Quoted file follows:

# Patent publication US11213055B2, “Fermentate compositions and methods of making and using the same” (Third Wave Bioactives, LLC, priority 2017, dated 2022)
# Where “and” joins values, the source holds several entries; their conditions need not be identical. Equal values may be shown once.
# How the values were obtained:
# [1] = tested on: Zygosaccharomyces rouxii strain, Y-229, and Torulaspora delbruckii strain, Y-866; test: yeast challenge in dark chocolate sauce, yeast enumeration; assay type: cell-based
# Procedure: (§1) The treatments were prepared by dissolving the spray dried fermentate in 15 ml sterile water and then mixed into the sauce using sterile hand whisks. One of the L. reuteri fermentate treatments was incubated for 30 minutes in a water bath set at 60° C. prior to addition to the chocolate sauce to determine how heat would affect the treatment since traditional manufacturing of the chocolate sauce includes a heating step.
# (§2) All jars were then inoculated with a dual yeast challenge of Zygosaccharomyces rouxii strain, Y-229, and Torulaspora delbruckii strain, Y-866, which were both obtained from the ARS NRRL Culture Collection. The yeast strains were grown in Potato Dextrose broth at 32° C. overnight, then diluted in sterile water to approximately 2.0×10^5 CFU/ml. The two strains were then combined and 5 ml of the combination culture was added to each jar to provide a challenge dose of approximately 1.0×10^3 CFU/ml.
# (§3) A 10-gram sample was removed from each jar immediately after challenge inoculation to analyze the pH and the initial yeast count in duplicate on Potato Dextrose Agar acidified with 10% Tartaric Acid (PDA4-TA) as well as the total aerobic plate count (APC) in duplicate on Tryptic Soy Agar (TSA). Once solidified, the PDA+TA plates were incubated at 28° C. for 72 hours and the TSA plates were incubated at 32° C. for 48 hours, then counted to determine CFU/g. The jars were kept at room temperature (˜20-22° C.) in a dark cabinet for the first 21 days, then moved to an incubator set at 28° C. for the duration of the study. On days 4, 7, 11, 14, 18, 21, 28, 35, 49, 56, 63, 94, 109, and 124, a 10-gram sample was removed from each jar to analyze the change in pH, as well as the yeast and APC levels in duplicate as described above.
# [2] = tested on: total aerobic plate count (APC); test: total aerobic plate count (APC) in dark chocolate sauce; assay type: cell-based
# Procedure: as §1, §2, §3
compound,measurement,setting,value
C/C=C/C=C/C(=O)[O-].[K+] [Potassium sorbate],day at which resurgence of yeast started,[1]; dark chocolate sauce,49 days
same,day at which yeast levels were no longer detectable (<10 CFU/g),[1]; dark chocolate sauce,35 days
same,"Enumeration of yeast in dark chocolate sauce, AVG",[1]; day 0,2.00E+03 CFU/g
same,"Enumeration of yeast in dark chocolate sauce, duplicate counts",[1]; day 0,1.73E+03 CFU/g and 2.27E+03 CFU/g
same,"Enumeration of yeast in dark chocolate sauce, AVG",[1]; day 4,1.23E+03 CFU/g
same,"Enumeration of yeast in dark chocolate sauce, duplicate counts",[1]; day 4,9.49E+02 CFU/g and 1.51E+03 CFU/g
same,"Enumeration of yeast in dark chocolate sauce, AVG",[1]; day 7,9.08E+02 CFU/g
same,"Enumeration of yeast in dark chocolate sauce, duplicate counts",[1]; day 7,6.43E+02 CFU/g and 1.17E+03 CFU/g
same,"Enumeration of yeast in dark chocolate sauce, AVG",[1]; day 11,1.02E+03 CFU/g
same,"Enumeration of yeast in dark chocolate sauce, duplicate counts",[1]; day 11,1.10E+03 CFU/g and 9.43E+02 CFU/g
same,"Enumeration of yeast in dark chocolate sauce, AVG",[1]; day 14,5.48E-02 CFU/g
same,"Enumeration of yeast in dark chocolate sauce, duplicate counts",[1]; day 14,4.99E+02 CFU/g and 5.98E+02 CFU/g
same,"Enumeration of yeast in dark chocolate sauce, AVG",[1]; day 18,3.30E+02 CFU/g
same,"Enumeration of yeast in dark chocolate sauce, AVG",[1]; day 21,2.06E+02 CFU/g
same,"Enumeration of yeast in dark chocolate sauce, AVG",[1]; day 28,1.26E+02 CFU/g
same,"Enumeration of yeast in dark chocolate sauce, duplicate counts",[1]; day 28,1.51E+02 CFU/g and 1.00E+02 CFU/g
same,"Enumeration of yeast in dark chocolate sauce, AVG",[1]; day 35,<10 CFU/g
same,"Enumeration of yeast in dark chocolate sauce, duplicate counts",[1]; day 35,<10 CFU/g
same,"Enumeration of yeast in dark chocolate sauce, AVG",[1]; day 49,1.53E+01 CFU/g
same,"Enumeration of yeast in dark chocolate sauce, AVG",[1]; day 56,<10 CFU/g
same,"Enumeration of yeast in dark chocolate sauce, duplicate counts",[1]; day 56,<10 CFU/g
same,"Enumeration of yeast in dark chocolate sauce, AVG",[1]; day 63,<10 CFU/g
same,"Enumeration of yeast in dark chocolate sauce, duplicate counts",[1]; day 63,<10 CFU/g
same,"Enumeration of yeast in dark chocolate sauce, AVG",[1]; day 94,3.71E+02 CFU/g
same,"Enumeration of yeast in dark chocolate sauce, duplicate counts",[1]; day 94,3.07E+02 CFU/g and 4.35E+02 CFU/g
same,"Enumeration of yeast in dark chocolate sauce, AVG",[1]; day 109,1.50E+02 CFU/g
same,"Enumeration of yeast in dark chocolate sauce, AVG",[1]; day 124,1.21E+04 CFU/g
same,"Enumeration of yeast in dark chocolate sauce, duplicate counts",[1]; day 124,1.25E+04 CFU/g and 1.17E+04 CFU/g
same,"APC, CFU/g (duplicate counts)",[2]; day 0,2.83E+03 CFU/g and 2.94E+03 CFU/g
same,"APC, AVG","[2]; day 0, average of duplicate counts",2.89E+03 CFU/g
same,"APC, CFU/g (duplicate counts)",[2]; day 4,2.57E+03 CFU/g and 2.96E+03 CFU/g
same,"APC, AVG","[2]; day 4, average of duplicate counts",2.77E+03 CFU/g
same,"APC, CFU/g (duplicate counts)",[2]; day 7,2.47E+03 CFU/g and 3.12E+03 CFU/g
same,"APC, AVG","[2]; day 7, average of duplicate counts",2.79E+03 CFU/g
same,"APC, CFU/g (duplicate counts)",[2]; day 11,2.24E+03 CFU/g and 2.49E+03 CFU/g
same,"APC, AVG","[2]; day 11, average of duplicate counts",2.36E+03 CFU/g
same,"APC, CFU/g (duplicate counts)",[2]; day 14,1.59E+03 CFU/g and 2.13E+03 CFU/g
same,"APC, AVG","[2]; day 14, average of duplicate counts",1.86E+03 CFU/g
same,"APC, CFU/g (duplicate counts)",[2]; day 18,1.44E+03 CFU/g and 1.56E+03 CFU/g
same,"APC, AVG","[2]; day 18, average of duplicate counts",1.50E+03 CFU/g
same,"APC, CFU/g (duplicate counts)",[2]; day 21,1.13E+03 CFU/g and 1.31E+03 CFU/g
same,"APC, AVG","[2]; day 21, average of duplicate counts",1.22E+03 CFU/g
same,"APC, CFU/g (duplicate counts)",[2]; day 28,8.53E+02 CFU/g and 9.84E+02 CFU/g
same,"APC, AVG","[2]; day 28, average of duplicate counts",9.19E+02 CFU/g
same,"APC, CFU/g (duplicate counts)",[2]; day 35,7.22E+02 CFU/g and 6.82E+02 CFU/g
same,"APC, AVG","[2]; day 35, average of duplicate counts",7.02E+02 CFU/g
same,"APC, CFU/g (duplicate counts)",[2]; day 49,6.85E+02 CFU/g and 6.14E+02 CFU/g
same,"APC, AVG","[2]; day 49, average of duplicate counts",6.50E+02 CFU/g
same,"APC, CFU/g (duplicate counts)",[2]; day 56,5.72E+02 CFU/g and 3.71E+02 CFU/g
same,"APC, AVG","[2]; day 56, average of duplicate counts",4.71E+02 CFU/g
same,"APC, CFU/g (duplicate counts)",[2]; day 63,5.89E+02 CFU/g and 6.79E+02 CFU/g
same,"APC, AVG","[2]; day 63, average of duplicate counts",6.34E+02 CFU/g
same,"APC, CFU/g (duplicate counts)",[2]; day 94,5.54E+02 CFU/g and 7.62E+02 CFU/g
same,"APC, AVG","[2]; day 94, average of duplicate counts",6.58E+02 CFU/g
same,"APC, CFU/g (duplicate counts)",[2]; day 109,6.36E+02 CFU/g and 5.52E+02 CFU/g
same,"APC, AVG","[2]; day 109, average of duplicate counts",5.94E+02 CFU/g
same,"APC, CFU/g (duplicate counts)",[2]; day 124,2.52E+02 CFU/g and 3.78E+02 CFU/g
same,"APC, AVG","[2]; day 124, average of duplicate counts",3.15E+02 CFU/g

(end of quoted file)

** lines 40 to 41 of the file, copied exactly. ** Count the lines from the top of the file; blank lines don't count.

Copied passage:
same,"APC, AVG","[2]; day 0, average of duplicate counts",2.89E+03 CFU/g
same,"APC, CFU/g (duplicate counts)",[2]; day 4,2.57E+03 CFU/g and 2.96E+03 CFU/g